Heroin Is Killing White People In America


Heroin? That sounds like a white problem.

Heroin was first synthesized in 1874 by adding two acetyl groups to the molecule morphine, which is found naturally in the opium poppy. Administered intravenously by injection, heroin is two to four times more potent than morphine and is faster in its onset of action.
Heroin can be available in freebase form, dulling the sheen and consistency to a matte-white powder. Because of its lower boiling point, this form of heroin is smokable. It’s prevalent in heroin coming from Afghanistan, which in 2004 produced roughly 87% of the world supply in illicit raw opium; however, the production rate in Mexico has risen sixfold from 2007 to 2011, changing that percentage and placing Mexico as the second largest opium producer in the world.
Heroin-related deaths jumped 39 percent from 2012 to 2013, and the longer-term trends are equally disturbing: from 2002 to 2013, the rate of heroin-related overdose deaths nearly quadrupled, according to the Centers for Disease Control and Prevention. Researchers have found that prior to the 1980s, whites and nonwhites were equally represented among first-time heroin users. But that’s changed as heroin use has expanded across other parts of the country. Now, nearly 90 percent of the people who tried heroin for the first time in the past decade were white. And a growing number are middle-class or wealthy. Three out of four heroin addicts started out by using prescription drugs, according a recent survey, which is part of a growing body of evidence that many of today’s heroin users are shifting from prescription pill addiction to heroin addiction.

Dope Is Killing White People

In response to surging heroin use, President Obama traveled this month to West Virginia to discuss his $133 million proposal to fight drug addiction – by expanding access for drug treatment and prevention programs.

Some law enforcement experts and African-American leaders have expressed frustration with the fact that there seems to be more tolerance and sensitivity for drugs once they move into white communities.

“This is not a new problem,” said Marc Mauer, executive director of the Sentencing Project, which examines racial issues in the criminal justice system. “Go back 100 years on race and the drug war. Look at marijuana in the 1930s. Marijuana was demonized and the popular image of it was that it was used in racy parts of town, where blacks or Mexican-Americans went. That was the perception. Then in the 1960s, millions of largely white, middle-class college students started consuming enormous quantities of marijuana and perceptions changed almost overnight.”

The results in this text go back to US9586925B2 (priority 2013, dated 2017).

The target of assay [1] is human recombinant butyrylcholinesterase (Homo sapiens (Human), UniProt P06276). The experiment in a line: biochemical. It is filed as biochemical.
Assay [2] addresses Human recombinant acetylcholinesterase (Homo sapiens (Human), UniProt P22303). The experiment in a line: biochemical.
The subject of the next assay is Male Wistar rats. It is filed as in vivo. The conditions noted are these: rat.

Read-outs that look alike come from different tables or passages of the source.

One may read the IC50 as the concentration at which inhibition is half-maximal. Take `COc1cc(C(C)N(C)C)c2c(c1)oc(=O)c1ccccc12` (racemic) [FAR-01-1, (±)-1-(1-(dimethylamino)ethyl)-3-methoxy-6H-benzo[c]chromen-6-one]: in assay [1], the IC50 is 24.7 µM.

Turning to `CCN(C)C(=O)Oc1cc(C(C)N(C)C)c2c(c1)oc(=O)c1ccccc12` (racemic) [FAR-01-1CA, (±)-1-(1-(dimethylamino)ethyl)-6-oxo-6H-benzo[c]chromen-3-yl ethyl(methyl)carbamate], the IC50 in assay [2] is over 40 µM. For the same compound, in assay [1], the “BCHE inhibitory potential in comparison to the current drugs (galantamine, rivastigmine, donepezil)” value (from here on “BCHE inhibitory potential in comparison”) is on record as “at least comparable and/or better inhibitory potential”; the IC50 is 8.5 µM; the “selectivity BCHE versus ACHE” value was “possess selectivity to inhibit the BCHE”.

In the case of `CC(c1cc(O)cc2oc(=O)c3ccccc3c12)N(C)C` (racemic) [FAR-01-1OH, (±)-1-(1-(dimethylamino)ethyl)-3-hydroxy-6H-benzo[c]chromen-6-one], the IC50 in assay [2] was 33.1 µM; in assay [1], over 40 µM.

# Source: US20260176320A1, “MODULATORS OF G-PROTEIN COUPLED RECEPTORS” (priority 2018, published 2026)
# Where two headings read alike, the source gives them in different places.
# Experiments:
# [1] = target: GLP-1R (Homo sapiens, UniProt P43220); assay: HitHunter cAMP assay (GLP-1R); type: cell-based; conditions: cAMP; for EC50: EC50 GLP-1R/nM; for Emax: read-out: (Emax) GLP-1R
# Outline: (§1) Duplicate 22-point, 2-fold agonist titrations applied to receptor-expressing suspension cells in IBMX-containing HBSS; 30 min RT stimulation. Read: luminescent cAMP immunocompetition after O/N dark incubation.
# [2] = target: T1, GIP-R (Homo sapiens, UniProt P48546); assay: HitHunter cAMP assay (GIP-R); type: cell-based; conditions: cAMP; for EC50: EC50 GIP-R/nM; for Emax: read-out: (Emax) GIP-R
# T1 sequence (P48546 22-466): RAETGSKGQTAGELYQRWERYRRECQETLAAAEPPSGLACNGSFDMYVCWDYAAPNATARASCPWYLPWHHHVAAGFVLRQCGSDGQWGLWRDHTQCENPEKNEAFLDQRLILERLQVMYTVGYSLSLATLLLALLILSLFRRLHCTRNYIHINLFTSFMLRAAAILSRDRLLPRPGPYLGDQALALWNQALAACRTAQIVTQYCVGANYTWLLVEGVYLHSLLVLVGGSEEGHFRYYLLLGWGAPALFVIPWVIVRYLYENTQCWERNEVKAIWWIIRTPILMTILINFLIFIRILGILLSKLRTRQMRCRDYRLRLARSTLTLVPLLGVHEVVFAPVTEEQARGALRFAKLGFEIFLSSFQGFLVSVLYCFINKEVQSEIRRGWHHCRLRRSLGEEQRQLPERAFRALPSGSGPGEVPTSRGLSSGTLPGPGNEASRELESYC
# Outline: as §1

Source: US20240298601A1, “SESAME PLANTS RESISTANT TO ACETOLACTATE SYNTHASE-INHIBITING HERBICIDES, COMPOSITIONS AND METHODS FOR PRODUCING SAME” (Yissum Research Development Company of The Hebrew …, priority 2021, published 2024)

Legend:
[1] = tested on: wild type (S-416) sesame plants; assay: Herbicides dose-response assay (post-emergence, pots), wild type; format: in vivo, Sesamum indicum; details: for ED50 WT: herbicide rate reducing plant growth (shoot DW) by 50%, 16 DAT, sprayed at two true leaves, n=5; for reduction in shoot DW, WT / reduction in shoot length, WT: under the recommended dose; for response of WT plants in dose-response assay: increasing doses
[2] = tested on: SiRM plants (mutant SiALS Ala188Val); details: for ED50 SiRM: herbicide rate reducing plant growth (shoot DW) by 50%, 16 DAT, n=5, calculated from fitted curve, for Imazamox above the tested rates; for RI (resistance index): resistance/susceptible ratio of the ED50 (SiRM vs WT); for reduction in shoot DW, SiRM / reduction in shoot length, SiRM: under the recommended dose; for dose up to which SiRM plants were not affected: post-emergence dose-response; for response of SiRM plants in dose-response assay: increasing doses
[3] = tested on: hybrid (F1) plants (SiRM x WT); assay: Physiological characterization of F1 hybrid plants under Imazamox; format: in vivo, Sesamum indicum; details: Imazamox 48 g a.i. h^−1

Drugs and addiction are often personal and traumatic ordeals. However, there is a new sense of alarm now that white people are being overwhelmingly affected. I can only think about something mentioned awhile back regarding the overwhelming focus on communities of color and the so called War on Drugs.

We detail it’s failings here. The drug war has produced profoundly unequal outcomes across racial groups, manifested through racial discrimination by law enforcement and disproportionate drug war misery suffered by communities of color. Although rates of drug use and selling are comparable across racial lines, people of color are far more likely to be stopped, searched, arrested, prosecuted, convicted and incarcerated for drug law violations than are whites. Higher arrest and incarceration rates for African Americans and Latinos are not reflective of increased prevalence of drug use or sales in these communities, but rather of a law enforcement focus on urban areas, on lower-income communities and on communities of color as well as inequitable treatment by the criminal justice system. The mass criminalization of people of color, particularly young African American men, is as profound a system of racial control as the Jim Crow laws were in this country.

I, like many, have lost friends and family to drugs. The population that’s affected now can only be explained by Malcolm X.



KTB Editors

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